Mad River Union
HUMBOLDT – Humboldt County is stepping up its planning for sea level rise in the Humboldt Bay area and is pursuing creation of a multi-jurisdictional agency to deal with it.
What was described at the September 3 Board of Supervisors meeting as the “huge implications” of sea level rise is motivating the county to form a Joint Powers Authority (JPA) with the City of Eureka and infrastructure agencies.
According to a staff report, the Humboldt Bay region has the highest rate of relative sea level rise on the U.S. West Coast. As water elevation rises, land is subsiding due to tectonic activity and soil conditions.
The county is eyeing a benchmark of three feet of sea level rise, which is projected to be reached in 2070 and perhaps as early as 2050 with king tides.
Lands within the Humboldt Bay Area Plan – which encompasses 20 miles of coastline and 21,500 acres of unincorporated bay territory from the Mad River to Table Bluff/Hookton Road – will bear the impacts.
“Just with one meter of sea level rise, the banks of all the sloughs within the Humboldt Bay Area Plan would be over-topped,” said Planning Director John Ford.
Sixty-two percent of the area’s agricultural lands, 32 percent of its industrial/commercial properties and 29 percent of its coastal-dependent industrial land would be inundated...
Sixty-two percent of the area’s agricultural lands, 32 percent of its industrial/commercial properties and 29 percent of its coastal-dependent industrial land would be inundated, he continued, quoting from a sea level rise vulnerability report by hydrologist Aldaron Laird.
Also, 17 percent of the area’s public facilities and 11 percent of its residential neighborhoods would be swamped.
“Those are pretty staggering numbers,” Ford said.
Also in the swath of sea level rise overspill is U.S. Highway 101, the Humboldt Bay power plant and its adjacent cache of stored radioactive waste, the community of King Salmon, the Humboldt Bay trail and miles of water and sewer lines.
The county is already planning its response. Work related to a $425,000 Adaptation Planning Grant from Caltrans is focusing on the Eureka Slough area and will wrap up next year.
Environmental Services Manager Hank Seemann said the resulting plan will “bridge from studies and plans to implementation measures.”
The work that will need to be done in the coastal zone is under the authority of the state’s Coastal Commission, which was briefed on the Humboldt Bay situation at its local meeting last month by Aldaron Laird.
Ford told supervisors that the presentation had a striking effect on coastal commissioners, who were “a little bit overwhelmed.”
He added, “My read of their body language was, ‘We didn’t realize that this would be happening in this measure in Humboldt County’ – I think the term that was used was that this really is ‘ground zero’ in terms of developing a model of what should be the response from around the state.”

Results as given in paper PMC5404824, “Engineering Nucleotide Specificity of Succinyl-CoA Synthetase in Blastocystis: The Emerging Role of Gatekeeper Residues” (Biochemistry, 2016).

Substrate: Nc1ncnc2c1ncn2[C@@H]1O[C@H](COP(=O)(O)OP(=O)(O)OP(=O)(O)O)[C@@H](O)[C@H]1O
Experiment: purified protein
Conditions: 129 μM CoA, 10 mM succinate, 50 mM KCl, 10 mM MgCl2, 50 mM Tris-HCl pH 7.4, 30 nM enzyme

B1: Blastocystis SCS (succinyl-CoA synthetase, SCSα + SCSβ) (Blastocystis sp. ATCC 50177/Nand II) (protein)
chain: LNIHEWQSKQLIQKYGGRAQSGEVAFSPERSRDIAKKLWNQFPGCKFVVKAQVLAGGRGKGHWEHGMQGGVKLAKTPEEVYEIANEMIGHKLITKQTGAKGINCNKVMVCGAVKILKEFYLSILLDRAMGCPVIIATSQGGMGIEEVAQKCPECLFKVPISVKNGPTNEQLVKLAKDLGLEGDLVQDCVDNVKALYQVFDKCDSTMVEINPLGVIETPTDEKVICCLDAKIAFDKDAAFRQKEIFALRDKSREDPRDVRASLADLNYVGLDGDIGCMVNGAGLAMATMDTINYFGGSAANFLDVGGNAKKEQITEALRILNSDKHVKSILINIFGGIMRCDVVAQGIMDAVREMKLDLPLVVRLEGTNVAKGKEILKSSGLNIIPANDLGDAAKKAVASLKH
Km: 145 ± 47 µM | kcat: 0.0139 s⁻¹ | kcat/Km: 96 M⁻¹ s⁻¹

With multiple agencies – including the Coastal Commission – having hands in permitting response actions, the concept of a Joint Powers Authority emerged. “They didn’t want to leave it to a fragmented, piecemeal approach,” said Ford.
Supervisors supported the idea of forming a JPA for sea level rise response planning and supervisors Estelle Fennell and Mike Wilson were appointed to an ad hoc committee to work on it.
Wilson is a member of the Coastal Commission and he said Humboldt’s “frank discussions” of sea level rise are unique because the real estate value in other parts of the state “can be a deterrent” in assessing risk.
He added effective policy development hinges on a united front on the cause of sea level rise. “Tracking greenhouse gases and preventing them from being created takes land use policies and that takes policy makers that believe that humans are responsible for this,” Wilson said. “I think we have to account for that and understand it and believe it to take action in those arenas.”
Supervisors directed planning staff to return at a future meeting with a presentation on forming a JPA and what Fennell described as “a strategy for moving forward.”
The state is promoting what’s known as “natural shoreline infrastructure” as a means of protecting assets. Seemann noted that in areas with salt marshes, there’s much less erosion and damage to infrastructure like the bay’s railroad grades.
“Then we can look just northward, to Arcata, and they have a large marsh plain that is providing enhanced protection to that segment of the bay trail and the highway,” he said.
The marshes reduce the height and the energy of oncoming waves, he continued. He said a grant proposal has been submitted to “develop a design and test the feasibility of creating new salt marsh” along a one-and-quarter mile segment of the bay trail south.